Amigo I have left one of my humidors in my shop at 100+ degrees with it stacked with 40 to 50 boxes of cigars. If we modestly said that the cigars were 150/box times 45 boxes we are talking almost 7K worth of cigars. I would not risk that on faith alone.

One of these compressor boxes will combat 100 degree temperature. They will cycle like crazy and without active humidification they will likely dry out but we can talk more on that later.

Things to do. Don't let the box get too cold. I keep mine around 67 to 70 degrees. Don't put unprotected cigars in there. Keep them all boxed. Don't let the box get to moist to begin with because taking the water out is harder than getting it in.

All for now mate. Best of luck on the project. -Piggy

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Here is your problem in a nutshell. You have a pendulum cycle in your box. Remember, as air cools it holds less water. You have a means to continue to feed the box water because you supply it in some form. The water evaporates and raises your RH. You cool the box and the temp falls, at the same time your cooler strips water via the process of condensation. You collect the condensation; think your cigars are gonna' dry out and put it all back.

Thank you for your reply, Ray. The quote above seems to go against what you said previously (all others constant, 60%RH at 25C, 80% RH at 20C). My understanding had always been that as air cools, humidity goes down, and that seems to align with your quote above. However, in your previous posts you were saying that as air cools, humidity rises. I couldn't wrap my head around that (Antarctica is the largest desert on earth, humidity-wise, because it's so darn cold). I think we are on the same page now :2thumbs:

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Thank you for your reply, Ray. The quote above seems to go against what you said previously (all others constant, 60%RH at 25C, 80% RH at 20C). My understanding had always been that as air cools, humidity goes down, and that seems to align with your quote above. However, in your previous posts you were saying that as air cools, humidity rises. I couldn't wrap my head around that (Antarctica is the largest desert on earth, humidity-wise, because it's so darn cold). I think we are on the same page now :D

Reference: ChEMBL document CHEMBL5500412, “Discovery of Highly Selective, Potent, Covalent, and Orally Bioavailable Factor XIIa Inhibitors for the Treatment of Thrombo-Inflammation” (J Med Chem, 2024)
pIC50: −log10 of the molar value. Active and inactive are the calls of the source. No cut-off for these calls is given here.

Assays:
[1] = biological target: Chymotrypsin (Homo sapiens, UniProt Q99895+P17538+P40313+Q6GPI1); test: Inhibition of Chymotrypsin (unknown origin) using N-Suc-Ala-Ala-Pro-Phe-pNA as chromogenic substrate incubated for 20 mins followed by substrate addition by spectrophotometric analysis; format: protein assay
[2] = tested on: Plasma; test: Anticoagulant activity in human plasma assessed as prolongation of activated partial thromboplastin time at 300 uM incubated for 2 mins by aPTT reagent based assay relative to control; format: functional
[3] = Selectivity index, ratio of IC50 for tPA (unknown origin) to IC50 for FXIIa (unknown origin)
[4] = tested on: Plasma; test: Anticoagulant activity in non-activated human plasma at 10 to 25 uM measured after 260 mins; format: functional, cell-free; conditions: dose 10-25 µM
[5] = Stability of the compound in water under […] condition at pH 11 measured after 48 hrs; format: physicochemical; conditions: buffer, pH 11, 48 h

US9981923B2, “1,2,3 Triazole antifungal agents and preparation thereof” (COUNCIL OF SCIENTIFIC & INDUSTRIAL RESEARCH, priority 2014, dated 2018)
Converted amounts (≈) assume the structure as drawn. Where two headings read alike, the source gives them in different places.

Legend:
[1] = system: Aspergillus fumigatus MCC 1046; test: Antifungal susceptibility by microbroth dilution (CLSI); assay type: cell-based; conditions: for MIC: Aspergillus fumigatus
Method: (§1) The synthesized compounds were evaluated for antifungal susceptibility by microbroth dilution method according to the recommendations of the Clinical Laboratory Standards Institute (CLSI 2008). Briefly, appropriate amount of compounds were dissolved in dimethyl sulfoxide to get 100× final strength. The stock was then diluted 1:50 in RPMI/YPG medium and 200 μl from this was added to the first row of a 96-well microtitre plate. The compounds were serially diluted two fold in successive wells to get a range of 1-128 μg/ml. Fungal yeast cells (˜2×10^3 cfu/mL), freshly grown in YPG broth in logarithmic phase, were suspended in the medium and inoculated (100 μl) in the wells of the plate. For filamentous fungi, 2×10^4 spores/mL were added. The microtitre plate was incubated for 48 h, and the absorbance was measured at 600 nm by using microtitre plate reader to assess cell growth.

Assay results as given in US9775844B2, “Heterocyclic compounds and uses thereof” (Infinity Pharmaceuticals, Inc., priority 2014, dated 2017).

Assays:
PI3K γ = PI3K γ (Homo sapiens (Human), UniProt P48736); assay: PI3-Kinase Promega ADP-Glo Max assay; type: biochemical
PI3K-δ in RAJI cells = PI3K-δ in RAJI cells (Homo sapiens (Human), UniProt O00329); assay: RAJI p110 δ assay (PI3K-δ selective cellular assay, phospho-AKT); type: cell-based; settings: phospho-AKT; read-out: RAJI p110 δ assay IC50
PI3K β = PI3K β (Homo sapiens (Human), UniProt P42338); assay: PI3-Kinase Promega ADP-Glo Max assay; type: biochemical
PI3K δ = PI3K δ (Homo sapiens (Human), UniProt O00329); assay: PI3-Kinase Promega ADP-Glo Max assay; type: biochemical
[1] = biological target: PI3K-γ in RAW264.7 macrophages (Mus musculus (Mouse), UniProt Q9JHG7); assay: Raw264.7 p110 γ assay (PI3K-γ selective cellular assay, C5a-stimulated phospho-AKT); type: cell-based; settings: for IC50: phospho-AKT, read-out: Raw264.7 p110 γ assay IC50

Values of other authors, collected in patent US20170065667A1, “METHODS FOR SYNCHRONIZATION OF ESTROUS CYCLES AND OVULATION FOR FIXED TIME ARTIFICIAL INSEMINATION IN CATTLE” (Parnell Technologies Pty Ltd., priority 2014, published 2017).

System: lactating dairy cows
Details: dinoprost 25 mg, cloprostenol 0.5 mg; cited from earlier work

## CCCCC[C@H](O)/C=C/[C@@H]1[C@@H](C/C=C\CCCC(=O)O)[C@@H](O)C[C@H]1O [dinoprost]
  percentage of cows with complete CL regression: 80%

Okay, now I understand why you're confused, or were. In a sealed environment, where there is no source for additional water, as the air cools, the relative humidity rises because cooler air holds less water. The amount of water in the air at 50 deg. @ 100 RH and the amount of water in the air at 100 deg. @ 100 RH is different. The RH is the same, but because of the temperature the amount of water in the air is different. That is why absolute (what you may be calling actual) humidity and relative humidity are not the same things.

You are looking at relative humidity the wrong way. You are comparing RH at one temp to RH at another temp. My fault probably; this is where I lost you. I use water in the air to represent absolute humidity. I use RH to only represent RH. In the example above the water in the sample would be the same (the absolute humidity) but the RH is different. That is what is shaking you. Like you said, the poles are dry. Why, because cold 0 deg. F air at 100 RH still means very little water in g/m3 (low absolute humidity).

Yes, in colder air absolute humidity goes down. In the same instance your hygrometer that measures Relative Humidity, not absolute humidity will show an increase; RH goes up. The confusion lies between those using absolute humidity and Relative Humidity interchangeably.

Actual humidity and Relative Humidity are not the same. Actual humidity is measured in g/m3 (or similar volume) and relative humidity is a definition represented by an instrument that measures it.

-Ray